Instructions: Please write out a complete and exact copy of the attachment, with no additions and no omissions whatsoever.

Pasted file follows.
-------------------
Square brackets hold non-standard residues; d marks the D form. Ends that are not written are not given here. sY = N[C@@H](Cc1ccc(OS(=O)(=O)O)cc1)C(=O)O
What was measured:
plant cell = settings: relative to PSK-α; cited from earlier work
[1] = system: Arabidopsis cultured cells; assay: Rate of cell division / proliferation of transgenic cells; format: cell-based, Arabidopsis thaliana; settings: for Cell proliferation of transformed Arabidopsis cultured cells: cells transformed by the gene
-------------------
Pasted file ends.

Square brackets hold non-standard residues; d marks the D form. Ends that are not written are not given here. sY = N[C@@H](Cc1ccc(OS(=O)(=O)O)cc1)C(=O)O
What was measured:
plant cell = settings: relative to PSK-α; cited from earlier work
[1] = system: Arabidopsis cultured cells; assay: Rate of cell division / proliferation of transgenic cells; format: cell-based, Arabidopsis thaliana; settings: for Cell proliferation of transformed Arabidopsis cultured cells: cells transformed by the gene